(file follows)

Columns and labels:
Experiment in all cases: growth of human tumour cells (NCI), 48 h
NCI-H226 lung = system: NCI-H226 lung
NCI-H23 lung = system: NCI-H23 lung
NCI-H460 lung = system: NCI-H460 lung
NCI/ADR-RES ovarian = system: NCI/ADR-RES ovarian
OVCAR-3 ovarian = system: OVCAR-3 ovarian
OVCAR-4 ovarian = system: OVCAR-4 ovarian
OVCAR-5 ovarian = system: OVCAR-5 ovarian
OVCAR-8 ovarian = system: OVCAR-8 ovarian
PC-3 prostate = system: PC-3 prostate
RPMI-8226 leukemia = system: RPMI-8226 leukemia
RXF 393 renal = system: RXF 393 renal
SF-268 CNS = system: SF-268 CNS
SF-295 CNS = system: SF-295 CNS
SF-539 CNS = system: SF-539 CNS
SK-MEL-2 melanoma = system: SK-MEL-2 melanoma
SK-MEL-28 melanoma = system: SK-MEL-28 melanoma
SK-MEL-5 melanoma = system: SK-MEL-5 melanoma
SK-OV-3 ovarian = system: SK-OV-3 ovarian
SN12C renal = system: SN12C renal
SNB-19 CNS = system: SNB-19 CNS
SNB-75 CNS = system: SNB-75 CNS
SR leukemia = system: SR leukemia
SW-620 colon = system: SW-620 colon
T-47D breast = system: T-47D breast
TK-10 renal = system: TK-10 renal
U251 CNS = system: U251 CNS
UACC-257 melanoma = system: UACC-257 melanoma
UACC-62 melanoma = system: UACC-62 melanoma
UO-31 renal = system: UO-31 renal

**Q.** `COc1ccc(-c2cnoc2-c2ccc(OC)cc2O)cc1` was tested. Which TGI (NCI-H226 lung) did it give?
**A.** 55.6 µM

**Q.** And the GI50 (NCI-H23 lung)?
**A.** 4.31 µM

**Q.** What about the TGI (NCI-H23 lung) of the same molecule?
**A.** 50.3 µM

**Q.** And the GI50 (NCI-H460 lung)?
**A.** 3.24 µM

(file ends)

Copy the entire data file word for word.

Columns and labels:
Experiment in all cases: growth of human tumour cells (NCI), 48 h
NCI-H226 lung = system: NCI-H226 lung
NCI-H23 lung = system: NCI-H23 lung
NCI-H460 lung = system: NCI-H460 lung
NCI/ADR-RES ovarian = system: NCI/ADR-RES ovarian
OVCAR-3 ovarian = system: OVCAR-3 ovarian
OVCAR-4 ovarian = system: OVCAR-4 ovarian
OVCAR-5 ovarian = system: OVCAR-5 ovarian
OVCAR-8 ovarian = system: OVCAR-8 ovarian
PC-3 prostate = system: PC-3 prostate
RPMI-8226 leukemia = system: RPMI-8226 leukemia
RXF 393 renal = system: RXF 393 renal
SF-268 CNS = system: SF-268 CNS
SF-295 CNS = system: SF-295 CNS
SF-539 CNS = system: SF-539 CNS
SK-MEL-2 melanoma = system: SK-MEL-2 melanoma
SK-MEL-28 melanoma = system: SK-MEL-28 melanoma
SK-MEL-5 melanoma = system: SK-MEL-5 melanoma
SK-OV-3 ovarian = system: SK-OV-3 ovarian
SN12C renal = system: SN12C renal
SNB-19 CNS = system: SNB-19 CNS
SNB-75 CNS = system: SNB-75 CNS
SR leukemia = system: SR leukemia
SW-620 colon = system: SW-620 colon
T-47D breast = system: T-47D breast
TK-10 renal = system: TK-10 renal
U251 CNS = system: U251 CNS
UACC-257 melanoma = system: UACC-257 melanoma
UACC-62 melanoma = system: UACC-62 melanoma
UO-31 renal = system: UO-31 renal

**Q.** `COc1ccc(-c2cnoc2-c2ccc(OC)cc2O)cc1` was tested. Which TGI (NCI-H226 lung) did it give?
**A.** 55.6 µM

**Q.** And the GI50 (NCI-H23 lung)?
**A.** 4.31 µM

**Q.** What about the TGI (NCI-H23 lung) of the same molecule?
**A.** 50.3 µM

**Q.** And the GI50 (NCI-H460 lung)?
**A.** 3.24 µM